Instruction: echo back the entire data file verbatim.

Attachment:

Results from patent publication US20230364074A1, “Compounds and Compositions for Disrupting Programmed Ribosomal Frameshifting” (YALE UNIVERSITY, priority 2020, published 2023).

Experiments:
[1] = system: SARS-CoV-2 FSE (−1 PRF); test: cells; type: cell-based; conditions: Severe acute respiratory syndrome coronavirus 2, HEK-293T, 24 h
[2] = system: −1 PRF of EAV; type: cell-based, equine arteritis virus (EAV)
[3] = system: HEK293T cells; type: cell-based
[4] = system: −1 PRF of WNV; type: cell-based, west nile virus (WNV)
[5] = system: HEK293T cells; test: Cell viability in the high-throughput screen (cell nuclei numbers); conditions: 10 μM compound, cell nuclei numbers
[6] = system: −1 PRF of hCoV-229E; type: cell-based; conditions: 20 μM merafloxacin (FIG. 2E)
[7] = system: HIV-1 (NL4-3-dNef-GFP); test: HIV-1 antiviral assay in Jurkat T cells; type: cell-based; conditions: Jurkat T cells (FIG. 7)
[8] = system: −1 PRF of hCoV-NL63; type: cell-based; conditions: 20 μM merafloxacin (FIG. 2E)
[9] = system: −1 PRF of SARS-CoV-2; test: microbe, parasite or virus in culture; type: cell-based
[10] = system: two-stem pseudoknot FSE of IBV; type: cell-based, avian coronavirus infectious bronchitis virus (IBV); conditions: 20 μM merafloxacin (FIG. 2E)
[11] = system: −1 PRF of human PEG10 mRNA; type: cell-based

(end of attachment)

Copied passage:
Results from patent publication US20230364074A1, “Compounds and Compositions for Disrupting Programmed Ribosomal Frameshifting” (YALE UNIVERSITY, priority 2020, published 2023).

Experiments:
[1] = system: SARS-CoV-2 FSE (−1 PRF); test: cells; type: cell-based; conditions: Severe acute respiratory syndrome coronavirus 2, HEK-293T, 24 h
[2] = system: −1 PRF of EAV; type: cell-based, equine arteritis virus (EAV)
[3] = system: HEK293T cells; type: cell-based
[4] = system: −1 PRF of WNV; type: cell-based, west nile virus (WNV)
[5] = system: HEK293T cells; test: Cell viability in the high-throughput screen (cell nuclei numbers); conditions: 10 μM compound, cell nuclei numbers
[6] = system: −1 PRF of hCoV-229E; type: cell-based; conditions: 20 μM merafloxacin (FIG. 2E)
[7] = system: HIV-1 (NL4-3-dNef-GFP); test: HIV-1 antiviral assay in Jurkat T cells; type: cell-based; conditions: Jurkat T cells (FIG. 7)
[8] = system: −1 PRF of hCoV-NL63; type: cell-based; conditions: 20 μM merafloxacin (FIG. 2E)
[9] = system: −1 PRF of SARS-CoV-2; test: microbe, parasite or virus in culture; type: cell-based
[10] = system: two-stem pseudoknot FSE of IBV; type: cell-based, avian coronavirus infectious bronchitis virus (IBV); conditions: 20 μM merafloxacin (FIG. 2E)
[11] = system: −1 PRF of human PEG10 mRNA; type: cell-based